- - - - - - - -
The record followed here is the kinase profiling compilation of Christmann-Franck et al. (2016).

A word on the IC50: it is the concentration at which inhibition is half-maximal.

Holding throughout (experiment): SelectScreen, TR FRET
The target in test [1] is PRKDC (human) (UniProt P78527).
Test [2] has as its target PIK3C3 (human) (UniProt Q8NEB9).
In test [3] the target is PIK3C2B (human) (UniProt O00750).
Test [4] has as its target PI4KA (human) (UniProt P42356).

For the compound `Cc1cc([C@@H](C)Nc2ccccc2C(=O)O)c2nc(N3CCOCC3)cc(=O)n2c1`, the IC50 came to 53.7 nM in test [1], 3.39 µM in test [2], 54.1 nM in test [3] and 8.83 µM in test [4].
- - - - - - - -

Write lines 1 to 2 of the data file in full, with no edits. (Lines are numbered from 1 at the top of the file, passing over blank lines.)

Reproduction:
The record followed here is the kinase profiling compilation of Christmann-Franck et al. (2016).

A word on the IC50: it is the concentration at which inhibition is half-maximal.